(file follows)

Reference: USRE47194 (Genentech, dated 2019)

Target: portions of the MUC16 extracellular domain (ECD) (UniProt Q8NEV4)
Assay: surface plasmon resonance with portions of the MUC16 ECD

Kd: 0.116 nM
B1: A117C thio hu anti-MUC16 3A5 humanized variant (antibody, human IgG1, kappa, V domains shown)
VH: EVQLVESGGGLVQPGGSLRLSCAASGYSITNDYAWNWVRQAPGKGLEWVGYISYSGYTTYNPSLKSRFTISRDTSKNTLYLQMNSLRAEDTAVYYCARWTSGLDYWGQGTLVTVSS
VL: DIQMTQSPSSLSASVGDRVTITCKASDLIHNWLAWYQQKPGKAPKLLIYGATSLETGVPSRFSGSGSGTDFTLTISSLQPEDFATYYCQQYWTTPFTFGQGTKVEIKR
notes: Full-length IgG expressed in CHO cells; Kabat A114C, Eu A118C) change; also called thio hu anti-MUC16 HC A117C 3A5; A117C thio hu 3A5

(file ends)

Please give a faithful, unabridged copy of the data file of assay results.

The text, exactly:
Reference: USRE47194 (Genentech, dated 2019)

Target: portions of the MUC16 extracellular domain (ECD) (UniProt Q8NEV4)
Assay: surface plasmon resonance with portions of the MUC16 ECD

Kd: 0.116 nM
B1: A117C thio hu anti-MUC16 3A5 humanized variant (antibody, human IgG1, kappa, V domains shown)
VH: EVQLVESGGGLVQPGGSLRLSCAASGYSITNDYAWNWVRQAPGKGLEWVGYISYSGYTTYNPSLKSRFTISRDTSKNTLYLQMNSLRAEDTAVYYCARWTSGLDYWGQGTLVTVSS
VL: DIQMTQSPSSLSASVGDRVTITCKASDLIHNWLAWYQQKPGKAPKLLIYGATSLETGVPSRFSGSGSGTDFTLTISSLQPEDFATYYCQQYWTTPFTFGQGTKVEIKR
notes: Full-length IgG expressed in CHO cells; Kabat A114C, Eu A118C) change; also called thio hu anti-MUC16 HC A117C 3A5; A117C thio hu 3A5